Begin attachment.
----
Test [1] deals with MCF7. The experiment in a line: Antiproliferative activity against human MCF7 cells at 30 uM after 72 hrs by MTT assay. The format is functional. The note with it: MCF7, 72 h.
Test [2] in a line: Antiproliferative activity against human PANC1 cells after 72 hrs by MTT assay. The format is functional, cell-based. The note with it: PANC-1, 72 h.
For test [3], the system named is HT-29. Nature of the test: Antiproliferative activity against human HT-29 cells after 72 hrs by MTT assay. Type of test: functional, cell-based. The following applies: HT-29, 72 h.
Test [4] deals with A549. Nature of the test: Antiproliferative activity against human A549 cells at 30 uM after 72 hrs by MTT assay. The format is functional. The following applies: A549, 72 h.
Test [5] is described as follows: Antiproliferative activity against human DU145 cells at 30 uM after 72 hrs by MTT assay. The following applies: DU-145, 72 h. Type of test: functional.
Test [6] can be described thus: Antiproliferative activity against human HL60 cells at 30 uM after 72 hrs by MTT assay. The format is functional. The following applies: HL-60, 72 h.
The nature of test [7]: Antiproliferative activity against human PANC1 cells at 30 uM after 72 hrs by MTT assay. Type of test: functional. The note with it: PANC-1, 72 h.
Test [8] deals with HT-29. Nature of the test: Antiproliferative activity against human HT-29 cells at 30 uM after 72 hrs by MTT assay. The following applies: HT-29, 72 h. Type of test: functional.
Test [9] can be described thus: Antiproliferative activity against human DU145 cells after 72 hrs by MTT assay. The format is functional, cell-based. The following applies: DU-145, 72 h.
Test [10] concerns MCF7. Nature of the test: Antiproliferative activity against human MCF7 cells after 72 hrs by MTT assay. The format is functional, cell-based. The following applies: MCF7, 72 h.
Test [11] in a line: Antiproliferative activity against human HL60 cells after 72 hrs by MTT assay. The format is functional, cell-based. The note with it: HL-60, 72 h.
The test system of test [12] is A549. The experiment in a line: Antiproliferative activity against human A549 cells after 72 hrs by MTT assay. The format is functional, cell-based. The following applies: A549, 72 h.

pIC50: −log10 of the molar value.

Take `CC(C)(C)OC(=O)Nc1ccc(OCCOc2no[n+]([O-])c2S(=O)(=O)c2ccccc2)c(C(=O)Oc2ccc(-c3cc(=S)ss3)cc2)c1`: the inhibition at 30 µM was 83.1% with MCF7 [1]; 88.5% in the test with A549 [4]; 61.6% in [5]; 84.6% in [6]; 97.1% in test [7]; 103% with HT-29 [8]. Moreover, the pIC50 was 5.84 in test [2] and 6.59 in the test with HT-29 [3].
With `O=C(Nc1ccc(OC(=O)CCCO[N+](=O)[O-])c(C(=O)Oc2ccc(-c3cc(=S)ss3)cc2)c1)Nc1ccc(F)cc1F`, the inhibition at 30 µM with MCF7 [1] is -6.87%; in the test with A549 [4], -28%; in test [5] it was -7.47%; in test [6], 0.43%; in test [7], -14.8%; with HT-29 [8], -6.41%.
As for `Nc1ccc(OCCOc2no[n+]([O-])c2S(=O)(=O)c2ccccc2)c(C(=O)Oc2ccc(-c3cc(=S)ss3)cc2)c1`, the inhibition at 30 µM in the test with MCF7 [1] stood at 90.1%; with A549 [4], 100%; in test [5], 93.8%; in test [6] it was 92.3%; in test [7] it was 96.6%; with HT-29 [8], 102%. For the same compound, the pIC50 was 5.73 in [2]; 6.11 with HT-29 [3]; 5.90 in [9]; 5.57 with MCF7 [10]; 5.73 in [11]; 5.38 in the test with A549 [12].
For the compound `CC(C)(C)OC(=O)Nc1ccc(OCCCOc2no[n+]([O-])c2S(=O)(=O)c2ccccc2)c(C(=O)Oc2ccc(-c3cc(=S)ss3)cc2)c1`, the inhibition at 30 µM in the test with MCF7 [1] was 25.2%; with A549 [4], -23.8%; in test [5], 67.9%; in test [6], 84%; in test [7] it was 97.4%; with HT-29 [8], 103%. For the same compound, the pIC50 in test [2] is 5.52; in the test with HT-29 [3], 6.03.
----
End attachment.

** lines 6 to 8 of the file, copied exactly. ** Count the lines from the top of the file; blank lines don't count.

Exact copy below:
Test [6] can be described thus: Antiproliferative activity against human HL60 cells at 30 uM after 72 hrs by MTT assay. The format is functional. The following applies: HL-60, 72 h.
The nature of test [7]: Antiproliferative activity against human PANC1 cells at 30 uM after 72 hrs by MTT assay. Type of test: functional. The note with it: PANC-1, 72 h.
Test [8] deals with HT-29. Nature of the test: Antiproliferative activity against human HT-29 cells at 30 uM after 72 hrs by MTT assay. The following applies: HT-29, 72 h. Type of test: functional.